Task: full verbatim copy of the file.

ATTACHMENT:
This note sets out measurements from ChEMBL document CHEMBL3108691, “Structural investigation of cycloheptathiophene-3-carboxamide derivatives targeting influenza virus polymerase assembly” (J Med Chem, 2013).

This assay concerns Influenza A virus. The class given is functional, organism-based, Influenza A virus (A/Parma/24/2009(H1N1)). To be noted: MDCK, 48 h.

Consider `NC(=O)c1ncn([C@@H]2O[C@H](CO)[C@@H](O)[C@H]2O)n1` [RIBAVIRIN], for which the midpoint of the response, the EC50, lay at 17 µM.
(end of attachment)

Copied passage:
This note sets out measurements from ChEMBL document CHEMBL3108691, “Structural investigation of cycloheptathiophene-3-carboxamide derivatives targeting influenza virus polymerase assembly” (J Med Chem, 2013).

This assay concerns Influenza A virus. The class given is functional, organism-based, Influenza A virus (A/Parma/24/2009(H1N1)). To be noted: MDCK, 48 h.

Consider `NC(=O)c1ncn([C@@H]2O[C@H](CO)[C@@H](O)[C@H]2O)n1` [RIBAVIRIN], for which the midpoint of the response, the EC50, lay at 17 µM.